In this study, we investigated the relationship between sagittal postural parameters and the results of a cephalometrical examination involving a wide range of cephalometrical indices. We were particularly interested in how the morphological and positional properties of the cervical part of the spine are related to the various cephalometrical parameters. We also paid special attention to the morphological and positional parameters of C2.

2. Materials and Methods

2.1. Study Subjects

Participants had been retrospectively recruited from a group of initially 100 patients classified as requiring orthodontic treatment within a period of 3 months. Exclusion criteria were presence of orthopedic illness (e.g., idiopathic scoliosis or Morbus Scheuermann), orthodontic treatment (ongoing or preceding), fewer than two erupted first molars (both maxilla and mandible), fewer than four erupted incisors, lack of tooth germs, and permanent edentulism. Application of these criteria yielded a final study group of 69 children and adolescents.

The mean patient age was 11 years and 10 months (range: 7 years and 11 months to 16 years and 11 months; SD: 2 years and 2 months). The male to female ratio was 21 : 48. Parents had been informed about the exclusion criteria, the aims, and the procedures of the study in both oral and written form. Underage children and adolescents participated in the study with their parents’ informed consent. The study conformed in all respects to the tenets of the Declaration of Helsinki and was approved by the local Ethics Committee.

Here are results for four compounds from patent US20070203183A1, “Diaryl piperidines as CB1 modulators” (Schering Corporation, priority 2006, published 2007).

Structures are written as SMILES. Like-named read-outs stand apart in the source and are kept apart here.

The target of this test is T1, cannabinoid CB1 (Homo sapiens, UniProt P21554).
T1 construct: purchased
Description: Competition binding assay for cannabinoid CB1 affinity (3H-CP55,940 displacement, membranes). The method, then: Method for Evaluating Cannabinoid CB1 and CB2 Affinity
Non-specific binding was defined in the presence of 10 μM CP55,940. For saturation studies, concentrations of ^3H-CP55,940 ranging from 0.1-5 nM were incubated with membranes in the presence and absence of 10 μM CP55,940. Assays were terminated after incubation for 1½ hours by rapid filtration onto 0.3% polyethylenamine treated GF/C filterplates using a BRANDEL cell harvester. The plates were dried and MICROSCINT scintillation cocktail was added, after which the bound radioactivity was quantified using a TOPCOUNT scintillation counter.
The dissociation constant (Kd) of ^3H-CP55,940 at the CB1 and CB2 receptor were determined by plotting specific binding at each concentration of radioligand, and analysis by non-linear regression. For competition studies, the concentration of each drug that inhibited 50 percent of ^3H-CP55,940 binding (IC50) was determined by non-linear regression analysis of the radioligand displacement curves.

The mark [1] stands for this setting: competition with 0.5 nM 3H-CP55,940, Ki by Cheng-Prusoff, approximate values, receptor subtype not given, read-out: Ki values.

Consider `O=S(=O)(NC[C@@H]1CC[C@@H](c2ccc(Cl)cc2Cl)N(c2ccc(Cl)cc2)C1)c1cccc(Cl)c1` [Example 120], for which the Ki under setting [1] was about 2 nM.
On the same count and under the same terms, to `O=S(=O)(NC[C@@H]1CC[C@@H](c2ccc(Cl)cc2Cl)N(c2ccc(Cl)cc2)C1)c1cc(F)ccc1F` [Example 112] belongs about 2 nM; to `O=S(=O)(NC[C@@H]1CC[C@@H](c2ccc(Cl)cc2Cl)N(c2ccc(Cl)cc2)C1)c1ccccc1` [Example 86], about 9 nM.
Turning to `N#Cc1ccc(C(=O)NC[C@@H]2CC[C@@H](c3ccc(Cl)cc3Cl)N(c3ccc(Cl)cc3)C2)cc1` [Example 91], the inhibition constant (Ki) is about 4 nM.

2.2. Cephalometry

Cephalometrical analyses in this study were carried out on the basis of standardized initial orthodontic treatment records. We used lateral skull radiographs for planning the orthodontic treatment of individual patients. In this way, patients were not exposed to additional X-rays for study purposes. All cephalograms were taken digitally by the same operator with a Sirona© Orthophos XGPlus cephalometrical device (Sirona© Dental Systems GmbH, Bensheim, Germany) and set to the program C3F with an image field of 24 × 27 cm. The X-ray source had a focus of 0.5 mm, and the exposure data were 73 kV and 15 mA for 14.9 s. We achieved a total enlargement rate of 11.7% by using a fixed focal plane length of 171.4 cm and a fixed midsagittal plane length of 20 cm and used a reference ruler for exact calibration. Cephalograms were taken in the morning in a natural body position, the so-called orthoposition [13, 14].